In addition, the organisation of the first year of "licence" should allow real guidance at the end of the first semester. The decision to continue to study or change direction after the end of the initial semester lies with the student. In the second semester the student may choose:

  • to continue with the "licence";
  • to continue with another "licence";
  • to ask to change course: STS, IUT, etc.

In universities, teaching is organised in the form of Teaching Units (UE) that are added up. UEs are definitively acquired and may be added up on condition of the student achieving the average grade. The acquisition of UEs and diplomas is organised according to the principles of building up and compensating for units within the framework of the European credits system. The acquisition of the EU automatically leads to acquisition of corresponding European credits (ECTS).


Law no. 2007-1199 of 10 August 2007 bearing on university freedoms and responsibilities gives higher education institutions a guidance and professional integration mission so that they may accompany their students towards the world of work. Universities now have the obligation to publish statistics on their success rates in examinations but above all on the professional integration of their graduates.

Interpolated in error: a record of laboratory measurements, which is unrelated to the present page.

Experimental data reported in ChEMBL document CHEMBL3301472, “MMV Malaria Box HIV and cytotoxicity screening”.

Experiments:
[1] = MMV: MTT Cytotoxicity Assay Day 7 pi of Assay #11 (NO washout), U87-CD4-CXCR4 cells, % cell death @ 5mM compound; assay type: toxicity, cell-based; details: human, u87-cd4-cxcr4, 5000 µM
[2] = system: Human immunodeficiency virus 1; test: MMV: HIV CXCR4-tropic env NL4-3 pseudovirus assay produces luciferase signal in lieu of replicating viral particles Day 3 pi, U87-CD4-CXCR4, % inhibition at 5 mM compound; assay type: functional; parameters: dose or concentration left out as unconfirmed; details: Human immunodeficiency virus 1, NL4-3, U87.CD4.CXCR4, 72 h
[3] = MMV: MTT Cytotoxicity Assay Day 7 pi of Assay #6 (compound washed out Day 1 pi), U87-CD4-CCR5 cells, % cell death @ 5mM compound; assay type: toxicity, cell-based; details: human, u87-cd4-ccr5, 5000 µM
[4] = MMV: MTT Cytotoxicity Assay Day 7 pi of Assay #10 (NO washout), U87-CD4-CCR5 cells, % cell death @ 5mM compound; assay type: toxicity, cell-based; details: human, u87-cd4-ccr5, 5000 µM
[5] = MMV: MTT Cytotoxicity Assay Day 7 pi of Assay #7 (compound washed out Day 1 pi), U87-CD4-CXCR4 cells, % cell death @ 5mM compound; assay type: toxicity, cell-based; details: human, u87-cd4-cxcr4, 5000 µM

In order to allow universities to fulfil this mission, the law of 10 August 2007 stipulates that they should create professional integration bureaux. These bureaux will circulate work placement and job vacancies corresponding to the training courses offered by the university and will help students to find placements and their first job.